ECDH security when no KDF is used

Let's suppose our device performs ECDH with a fixed, unknown, private key $$\text{prv}$$.

It accepts as input any point $$Q$$ lying in the proper subgroup of the proper elliptic curve, then computes: $$P = \mathit{prv}*Q$$ and outputs $$P$$.

An attacker who:

• has access to $$P$$
• can choose any valid $$Q$$ as input
• can call ECDH many times

can gain any information about the private key $$\mathit{prv}$$ ?

If not, then why a KDF is usually used on the x-coordinate of $$P$$ ?

Is it just to better distribute the possible outputs (since about half of possible x-coordinate won't be valid points on the curve) ?

NOTE: no smallgroups/invalid curve attacks or bad elliptic curves are considered here.

• The x-coordinate is usually bigger than the key needed and is not uniformly distributed. Using a KDF fixes this. Nov 6 '15 at 13:24
• You get a stronger security proof if you hash the output, since that way you turn a computational Diffie-Hellman oracle into a decisional Diffie-Hellman oracle. Nov 6 '15 at 15:30
• Sometimes the x-coordinate is smaller than the needed key bits. For instance, if you have a 256 bit curve and need two 256 bit keys , an encryption and a mac key, for a secure messaging channel.
– user27950
Nov 6 '15 at 16:59
• Is your goal to conceal prv, or to do DH or signatures with the result? Feb 22 '19 at 22:07
• @SqueamishOssifrage The protocol is ECDH. My goal is to conceal $prv$. But if you can have an adavantage on ECDH, without recovering $prv$, I would consider it. Feb 25 '19 at 9:52

Maybe it doesn't help to recover the private key, but the private key is seldom the object of interest in a real application—instead, your private conversations, your money, etc., are the objects of interest. Hashing the points is important for security of the composition of ECDH with another cryptosystem. This is both for the benefit of the downstream cryptosystem, and for confidence in the DH security.

1. Standard encoding of uniform random curve points into bit strings is a bad way to get a uniform distribution on bit strings—so bad it was one of the first problems publicly reported about Dual_EC_DRBG in a comment by Gjøsteen[1] before everyone realized there was a back door.

Maybe the related-key attacks of Biryukov and Khovratovich on AES-256[2] don't specifically apply to the encodings of points satisfying $$y^2 = x^3 + a x + b$$ on your curve, but it's more confidence-inspiring to choose a distribution on keys much closer to uniform with a better hash function like HKDF-SHA512—you don't have to think about possible interactions. For instance, what if you're using a curve over a binary field, and you use the key for a polynomial evaluation MAC over the same binary field?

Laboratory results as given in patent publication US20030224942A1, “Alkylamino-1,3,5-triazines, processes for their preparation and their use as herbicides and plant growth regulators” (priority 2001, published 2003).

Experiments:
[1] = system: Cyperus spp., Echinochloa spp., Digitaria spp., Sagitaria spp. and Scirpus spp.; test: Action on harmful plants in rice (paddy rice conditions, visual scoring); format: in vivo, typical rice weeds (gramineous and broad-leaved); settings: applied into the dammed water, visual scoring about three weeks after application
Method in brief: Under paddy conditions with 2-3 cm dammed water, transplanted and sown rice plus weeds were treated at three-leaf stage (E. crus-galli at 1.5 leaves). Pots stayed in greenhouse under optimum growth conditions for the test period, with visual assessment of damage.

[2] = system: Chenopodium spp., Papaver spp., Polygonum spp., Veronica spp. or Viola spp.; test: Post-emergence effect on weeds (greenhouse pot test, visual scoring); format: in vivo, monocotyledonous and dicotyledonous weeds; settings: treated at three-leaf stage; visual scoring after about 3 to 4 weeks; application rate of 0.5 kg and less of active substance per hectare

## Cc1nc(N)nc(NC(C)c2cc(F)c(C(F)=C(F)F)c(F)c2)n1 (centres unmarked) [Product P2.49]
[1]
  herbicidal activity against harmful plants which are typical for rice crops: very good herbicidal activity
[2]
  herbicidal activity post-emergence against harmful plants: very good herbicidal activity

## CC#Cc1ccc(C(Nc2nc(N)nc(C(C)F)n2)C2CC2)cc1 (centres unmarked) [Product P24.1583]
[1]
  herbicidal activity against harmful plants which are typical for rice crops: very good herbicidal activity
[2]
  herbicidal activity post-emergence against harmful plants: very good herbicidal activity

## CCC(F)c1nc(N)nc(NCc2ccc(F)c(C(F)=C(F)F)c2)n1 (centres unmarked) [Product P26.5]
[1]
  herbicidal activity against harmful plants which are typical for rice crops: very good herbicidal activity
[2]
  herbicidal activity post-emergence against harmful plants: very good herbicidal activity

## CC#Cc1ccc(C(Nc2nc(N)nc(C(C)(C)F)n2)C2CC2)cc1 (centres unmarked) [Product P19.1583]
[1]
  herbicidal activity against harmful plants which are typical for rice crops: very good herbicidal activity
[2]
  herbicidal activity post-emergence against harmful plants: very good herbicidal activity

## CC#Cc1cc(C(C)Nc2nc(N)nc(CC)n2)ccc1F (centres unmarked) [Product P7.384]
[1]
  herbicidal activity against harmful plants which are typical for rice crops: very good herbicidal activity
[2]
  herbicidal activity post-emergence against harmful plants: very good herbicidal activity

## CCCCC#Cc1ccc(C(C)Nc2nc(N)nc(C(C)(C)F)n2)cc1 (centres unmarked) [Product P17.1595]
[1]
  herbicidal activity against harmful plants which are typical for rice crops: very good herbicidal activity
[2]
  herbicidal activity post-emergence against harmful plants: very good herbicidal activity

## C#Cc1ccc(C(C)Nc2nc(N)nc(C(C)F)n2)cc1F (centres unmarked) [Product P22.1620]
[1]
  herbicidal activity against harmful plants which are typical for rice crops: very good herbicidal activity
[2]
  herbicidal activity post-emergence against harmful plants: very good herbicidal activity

2. Use of a standard hash function like SHAKE128 justifies using the standard argument of Bellare and Rogaway converting a decisional oracle into a computational oracle[3]. The cost of breaking the system can be studied by studying the costs of implementing the computational Diffie–Hellman problem of inverting $$g^{x y}$$ rather than the potentially easier decisional Diffie–Hellman problem of distinguishing $$(g^x, g^y, g^{x y})$$ from $$(g^x, g^y, g^z)$$ for uniform random $$x, y, z$$.

Maybe you don't believe in the random oracle model, but it is hard to imagine that the hashing step—whose cost is negligible compared to the elliptic curve scalar multiplication you just performed—could make the attacker's job easier; this argument suggests that it generally makes the attacker's job much harder.

E.g., Cheon's attack[4][5] (paywall-free) computes the secret exponent $$x$$ given $$g, g^x, g^{x^2}, \dots, g^{x^d}$$ in $$O(\sqrt{p/d} + \sqrt d)$$ group operations where $$p$$ is the order of $$g$$ and $$d \mid p - 1$$, or $$O(\sqrt{p/d} + d)$$ group operations if $$d \mid p + 1$$. An oracle for $$h \mapsto h^x$$ can be used to find these powers of $$g$$ by iterating it, while an oracle for $$h \mapsto H(h^x)$$ cannot. Thus, hashing is sufficient to mitigate Cheon's attack.

Consequently, the security conjecture of X25519 by Bernstein[6], for example, is that an adversary who knows everyone's public key $$\operatorname{X25519}(n_1, 9), \operatorname{X25519}(n_2, 9), \dots$$, and has oracles for $$q \mapsto H(\operatorname{X25519}(n_i, q))$$, can't do much better to generically break cryptosystems downstream of $$H(\operatorname{X25519}(n_i, \operatorname{X25519}(n_j, 9)))$$ than paying for the energy to compute $$2^{125}$$ curve additions needed by Pollard's $$\rho$$.

• What do you think about Cheon's attack, better summarized at the end of section 4 of this survey ? Mar 20 '19 at 9:17
• @Ruggero An oracle for $Q \mapsto H([n]Q)$ doesn't help to carry out Cheon's attack, while an oracle for $Q \mapsto [n]Q$ does, by iterating it $d - 1$ times to compute $[n^{d - 1}]P = [n^d]B$ where $P = [n]B$ is the target public key, $B$ is the standard base point, and $d \mid \operatorname{ord} P-1$, as Cheon's attack needs—so that further justifies not working with $Q \mapsto [n]Q$ except via $H$? (It's not clear to me that Cheon's attack is an improvement over Pollard's rho in realistic cost models anyway, but even if it were, it seems like it would be thwarted by hashing the output.) Mar 20 '19 at 15:06
• That was my point. Hashing thwarts Cheon's attack. If you could add this point to the answer as an example of why hashing improves security over non hashing, I would accept it. Regarding costs, in the best scenario you do $ord(P)/4$ computation, but those computations are $nP$ not just add, but still worth it. Mar 21 '19 at 11:09